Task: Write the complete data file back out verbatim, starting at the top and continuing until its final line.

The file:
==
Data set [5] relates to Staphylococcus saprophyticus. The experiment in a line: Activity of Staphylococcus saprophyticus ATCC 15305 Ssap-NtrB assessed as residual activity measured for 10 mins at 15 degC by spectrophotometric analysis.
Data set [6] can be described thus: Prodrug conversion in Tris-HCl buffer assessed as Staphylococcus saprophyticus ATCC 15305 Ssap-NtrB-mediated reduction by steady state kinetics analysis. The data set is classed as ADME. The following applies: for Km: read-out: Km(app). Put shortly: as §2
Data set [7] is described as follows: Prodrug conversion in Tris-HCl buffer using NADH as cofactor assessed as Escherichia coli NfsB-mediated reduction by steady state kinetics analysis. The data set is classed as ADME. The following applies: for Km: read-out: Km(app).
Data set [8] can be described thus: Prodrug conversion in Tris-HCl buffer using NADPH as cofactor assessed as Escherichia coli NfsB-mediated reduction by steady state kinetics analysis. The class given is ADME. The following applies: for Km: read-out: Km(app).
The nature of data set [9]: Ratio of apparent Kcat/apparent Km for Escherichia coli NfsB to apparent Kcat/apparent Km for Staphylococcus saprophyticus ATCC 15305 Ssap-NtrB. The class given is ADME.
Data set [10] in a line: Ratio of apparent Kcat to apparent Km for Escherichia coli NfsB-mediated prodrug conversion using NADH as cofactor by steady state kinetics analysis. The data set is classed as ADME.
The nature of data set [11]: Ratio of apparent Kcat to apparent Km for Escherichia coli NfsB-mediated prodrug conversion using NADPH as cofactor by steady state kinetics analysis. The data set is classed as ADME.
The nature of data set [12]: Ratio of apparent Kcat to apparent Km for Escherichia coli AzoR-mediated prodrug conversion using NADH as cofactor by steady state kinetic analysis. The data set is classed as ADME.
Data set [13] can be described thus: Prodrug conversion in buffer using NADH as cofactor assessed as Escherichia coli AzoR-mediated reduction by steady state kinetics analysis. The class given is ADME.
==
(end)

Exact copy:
Data set [5] relates to Staphylococcus saprophyticus. The experiment in a line: Activity of Staphylococcus saprophyticus ATCC 15305 Ssap-NtrB assessed as residual activity measured for 10 mins at 15 degC by spectrophotometric analysis.
Data set [6] can be described thus: Prodrug conversion in Tris-HCl buffer assessed as Staphylococcus saprophyticus ATCC 15305 Ssap-NtrB-mediated reduction by steady state kinetics analysis. The data set is classed as ADME. The following applies: for Km: read-out: Km(app). Put shortly: as §2
Data set [7] is described as follows: Prodrug conversion in Tris-HCl buffer using NADH as cofactor assessed as Escherichia coli NfsB-mediated reduction by steady state kinetics analysis. The data set is classed as ADME. The following applies: for Km: read-out: Km(app).
Data set [8] can be described thus: Prodrug conversion in Tris-HCl buffer using NADPH as cofactor assessed as Escherichia coli NfsB-mediated reduction by steady state kinetics analysis. The class given is ADME. The following applies: for Km: read-out: Km(app).
The nature of data set [9]: Ratio of apparent Kcat/apparent Km for Escherichia coli NfsB to apparent Kcat/apparent Km for Staphylococcus saprophyticus ATCC 15305 Ssap-NtrB. The class given is ADME.
Data set [10] in a line: Ratio of apparent Kcat to apparent Km for Escherichia coli NfsB-mediated prodrug conversion using NADH as cofactor by steady state kinetics analysis. The data set is classed as ADME.
The nature of data set [11]: Ratio of apparent Kcat to apparent Km for Escherichia coli NfsB-mediated prodrug conversion using NADPH as cofactor by steady state kinetics analysis. The data set is classed as ADME.
The nature of data set [12]: Ratio of apparent Kcat to apparent Km for Escherichia coli AzoR-mediated prodrug conversion using NADH as cofactor by steady state kinetic analysis. The data set is classed as ADME.
Data set [13] can be described thus: Prodrug conversion in buffer using NADH as cofactor assessed as Escherichia coli AzoR-mediated reduction by steady state kinetics analysis. The class given is ADME.